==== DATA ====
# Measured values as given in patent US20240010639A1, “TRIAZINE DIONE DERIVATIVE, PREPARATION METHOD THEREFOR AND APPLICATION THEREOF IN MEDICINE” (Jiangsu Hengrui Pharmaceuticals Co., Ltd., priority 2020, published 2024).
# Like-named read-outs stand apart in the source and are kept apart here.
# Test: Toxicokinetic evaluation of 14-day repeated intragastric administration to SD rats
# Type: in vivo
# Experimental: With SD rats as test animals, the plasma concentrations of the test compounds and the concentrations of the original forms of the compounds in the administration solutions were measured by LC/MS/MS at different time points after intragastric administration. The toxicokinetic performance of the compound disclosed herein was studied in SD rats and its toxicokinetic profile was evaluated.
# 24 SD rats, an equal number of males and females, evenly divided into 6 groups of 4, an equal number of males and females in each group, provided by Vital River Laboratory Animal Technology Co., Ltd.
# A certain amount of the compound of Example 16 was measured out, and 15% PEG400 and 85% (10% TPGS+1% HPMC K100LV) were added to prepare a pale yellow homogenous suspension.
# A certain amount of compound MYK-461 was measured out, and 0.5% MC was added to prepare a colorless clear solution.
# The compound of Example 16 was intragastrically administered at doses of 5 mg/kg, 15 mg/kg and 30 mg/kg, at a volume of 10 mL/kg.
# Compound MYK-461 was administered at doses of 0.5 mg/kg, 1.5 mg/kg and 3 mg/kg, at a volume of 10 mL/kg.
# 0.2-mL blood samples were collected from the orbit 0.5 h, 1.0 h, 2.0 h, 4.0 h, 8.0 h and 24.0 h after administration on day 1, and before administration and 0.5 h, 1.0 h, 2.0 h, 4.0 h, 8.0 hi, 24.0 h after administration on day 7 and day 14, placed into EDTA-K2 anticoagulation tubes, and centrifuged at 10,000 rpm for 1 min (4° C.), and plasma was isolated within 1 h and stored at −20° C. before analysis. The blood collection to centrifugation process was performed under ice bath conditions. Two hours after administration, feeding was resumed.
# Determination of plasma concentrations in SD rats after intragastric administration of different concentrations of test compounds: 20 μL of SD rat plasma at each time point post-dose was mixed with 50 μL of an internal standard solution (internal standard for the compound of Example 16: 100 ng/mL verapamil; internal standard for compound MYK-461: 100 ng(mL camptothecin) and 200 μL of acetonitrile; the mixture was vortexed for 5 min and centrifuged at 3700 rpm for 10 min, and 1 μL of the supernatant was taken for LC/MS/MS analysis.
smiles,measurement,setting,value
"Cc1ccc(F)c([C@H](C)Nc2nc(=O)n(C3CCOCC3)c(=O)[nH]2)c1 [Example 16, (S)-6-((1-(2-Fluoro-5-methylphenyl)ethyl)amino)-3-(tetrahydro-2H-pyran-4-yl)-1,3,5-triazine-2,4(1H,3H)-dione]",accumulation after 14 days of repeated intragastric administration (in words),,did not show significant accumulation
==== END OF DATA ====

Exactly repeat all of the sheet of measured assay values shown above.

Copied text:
# Measured values as given in patent US20240010639A1, “TRIAZINE DIONE DERIVATIVE, PREPARATION METHOD THEREFOR AND APPLICATION THEREOF IN MEDICINE” (Jiangsu Hengrui Pharmaceuticals Co., Ltd., priority 2020, published 2024).
# Like-named read-outs stand apart in the source and are kept apart here.
# Test: Toxicokinetic evaluation of 14-day repeated intragastric administration to SD rats
# Type: in vivo
# Experimental: With SD rats as test animals, the plasma concentrations of the test compounds and the concentrations of the original forms of the compounds in the administration solutions were measured by LC/MS/MS at different time points after intragastric administration. The toxicokinetic performance of the compound disclosed herein was studied in SD rats and its toxicokinetic profile was evaluated.
# 24 SD rats, an equal number of males and females, evenly divided into 6 groups of 4, an equal number of males and females in each group, provided by Vital River Laboratory Animal Technology Co., Ltd.
# A certain amount of the compound of Example 16 was measured out, and 15% PEG400 and 85% (10% TPGS+1% HPMC K100LV) were added to prepare a pale yellow homogenous suspension.
# A certain amount of compound MYK-461 was measured out, and 0.5% MC was added to prepare a colorless clear solution.
# The compound of Example 16 was intragastrically administered at doses of 5 mg/kg, 15 mg/kg and 30 mg/kg, at a volume of 10 mL/kg.
# Compound MYK-461 was administered at doses of 0.5 mg/kg, 1.5 mg/kg and 3 mg/kg, at a volume of 10 mL/kg.
# 0.2-mL blood samples were collected from the orbit 0.5 h, 1.0 h, 2.0 h, 4.0 h, 8.0 h and 24.0 h after administration on day 1, and before administration and 0.5 h, 1.0 h, 2.0 h, 4.0 h, 8.0 hi, 24.0 h after administration on day 7 and day 14, placed into EDTA-K2 anticoagulation tubes, and centrifuged at 10,000 rpm for 1 min (4° C.), and plasma was isolated within 1 h and stored at −20° C. before analysis. The blood collection to centrifugation process was performed under ice bath conditions. Two hours after administration, feeding was resumed.
# Determination of plasma concentrations in SD rats after intragastric administration of different concentrations of test compounds: 20 μL of SD rat plasma at each time point post-dose was mixed with 50 μL of an internal standard solution (internal standard for the compound of Example 16: 100 ng/mL verapamil; internal standard for compound MYK-461: 100 ng(mL camptothecin) and 200 μL of acetonitrile; the mixture was vortexed for 5 min and centrifuged at 3700 rpm for 10 min, and 1 μL of the supernatant was taken for LC/MS/MS analysis.
smiles,measurement,setting,value
"Cc1ccc(F)c([C@H](C)Nc2nc(=O)n(C3CCOCC3)c(=O)[nH]2)c1 [Example 16, (S)-6-((1-(2-Fluoro-5-methylphenyl)ethyl)amino)-3-(tetrahydro-2H-pyran-4-yl)-1,3,5-triazine-2,4(1H,3H)-dione]",accumulation after 14 days of repeated intragastric administration (in words),,did not show significant accumulation